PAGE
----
The location which caught the most attention on Instagram was these little steps into the sea belonging to an old villa Carolina here in the bay. I admit, they’re my favourite spot as well, it’s just such a vibe 😀
Everytime we go back to Istria there is more and more to see. All of these places above are just something we managed to explore in few visits and I can’t imagine what else is there. I will gladly be adding new places as we discover them, but now let’s go a bit south 🙂
You already know Zadar is my hometown and I spent first 18 years of life there. For the past couple of years I started exploring the surrounding area more than ever before and now is the time I show you some really cool spots. I’ll start with Zadar and I won’t be writing much since islands around it are much more interesting sea/beach wise!
The biggest thing in Zadar are definitely sunsets. Hitchcock once said it’s the city with the most beautiful sunsets in the world (he visited in 1964) and we’re so proud of it we even have a huge panel with his portrait and that quote down on the riva (seafront) entrance. Jokes aside, he was right.
The beach above is the only one in the city I’d consider even going during the day (we locals mostly go to beaches around 7pm) and it is called Punta Bajlo. There is plenty of space for hammocks and it could be the only beach in the city with so much shade. Other than that, I love riva as a beach as well! Mostly only those who live in the old city use it, but I grew to love it in recent years too. During the day we pretend it’s a beach and during night it’s the best place in town for a night out and I am not even kidding.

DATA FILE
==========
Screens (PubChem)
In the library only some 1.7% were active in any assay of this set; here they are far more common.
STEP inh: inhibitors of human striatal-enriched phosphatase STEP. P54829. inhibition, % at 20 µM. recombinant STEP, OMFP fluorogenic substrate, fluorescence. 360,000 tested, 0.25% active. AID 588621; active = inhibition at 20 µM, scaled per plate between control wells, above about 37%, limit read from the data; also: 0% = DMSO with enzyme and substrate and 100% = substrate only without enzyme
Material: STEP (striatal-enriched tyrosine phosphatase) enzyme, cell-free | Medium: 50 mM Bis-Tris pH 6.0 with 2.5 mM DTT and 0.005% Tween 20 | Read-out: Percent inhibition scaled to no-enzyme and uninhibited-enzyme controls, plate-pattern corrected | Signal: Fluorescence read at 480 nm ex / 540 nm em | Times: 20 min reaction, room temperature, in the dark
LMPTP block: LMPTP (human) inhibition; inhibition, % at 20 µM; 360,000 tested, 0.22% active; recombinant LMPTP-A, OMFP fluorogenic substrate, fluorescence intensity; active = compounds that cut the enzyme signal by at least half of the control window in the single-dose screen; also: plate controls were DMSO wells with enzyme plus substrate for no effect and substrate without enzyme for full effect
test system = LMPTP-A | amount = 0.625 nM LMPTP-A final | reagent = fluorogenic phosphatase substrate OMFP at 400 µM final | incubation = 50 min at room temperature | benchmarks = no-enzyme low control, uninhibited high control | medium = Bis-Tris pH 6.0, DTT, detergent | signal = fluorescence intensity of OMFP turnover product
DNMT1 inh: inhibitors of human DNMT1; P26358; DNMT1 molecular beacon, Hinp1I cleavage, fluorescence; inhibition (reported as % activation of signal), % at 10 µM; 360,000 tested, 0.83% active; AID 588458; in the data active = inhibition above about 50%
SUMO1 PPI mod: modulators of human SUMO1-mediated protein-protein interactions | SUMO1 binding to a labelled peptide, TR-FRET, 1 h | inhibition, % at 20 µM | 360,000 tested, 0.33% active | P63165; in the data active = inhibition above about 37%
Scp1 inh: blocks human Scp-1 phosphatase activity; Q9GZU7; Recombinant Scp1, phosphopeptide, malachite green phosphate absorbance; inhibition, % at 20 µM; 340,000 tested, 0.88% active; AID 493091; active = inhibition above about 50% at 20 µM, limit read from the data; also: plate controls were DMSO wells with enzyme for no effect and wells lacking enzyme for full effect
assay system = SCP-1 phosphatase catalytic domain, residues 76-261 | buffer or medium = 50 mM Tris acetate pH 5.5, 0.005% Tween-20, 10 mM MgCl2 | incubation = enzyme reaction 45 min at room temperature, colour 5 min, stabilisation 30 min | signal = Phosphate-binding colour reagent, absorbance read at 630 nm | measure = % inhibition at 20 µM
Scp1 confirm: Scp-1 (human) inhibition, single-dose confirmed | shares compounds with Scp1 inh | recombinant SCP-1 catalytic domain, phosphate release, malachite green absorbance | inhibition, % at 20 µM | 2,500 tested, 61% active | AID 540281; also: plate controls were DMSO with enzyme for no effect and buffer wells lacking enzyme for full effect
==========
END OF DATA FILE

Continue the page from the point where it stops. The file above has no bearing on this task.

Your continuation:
Don’t forget to visit our biggest landmarks – Sea organ and Greeting to the Sun.
As far as the downtown, if you’ve never been, just walking around is an experience. It’s a 2000 year old Roman city and each little corner is a gem! Make sure to walk up the tower for the prettiest view 🙂 Varoš is the busiest downtown neighbourhood during summer, filled with loads of great restaurants and bars.
The best part about staying in Zadar is the connection to all the surrounding islands! Two years ago we have visited Silba which is easily one of my favourite islands ever! It is so small you can’t bring the car and you can’t even use bikes. The best island beach definitely is Sotorišće but make sure to beat the crowds coming early! We even slept one night at the beach to watch the sunrise in the morning 🙂
If you stumble upon a fig tree, don’t hesitate to pick few of them and try 🙂 Grapes, cherries, watermelons, strawberries, peaches and blackberries are some of our best summer fruits. Fruit salads are one of my favourite summer refreshments! While you are in Silba, try to rent the boat and sail around the island. Some of the best bays are accessible only by boat because walking from the centre is just not doable and there are no cars for visitors. Maybe ask a local fishermen for a favour 🙂
Next off, Dugi otok!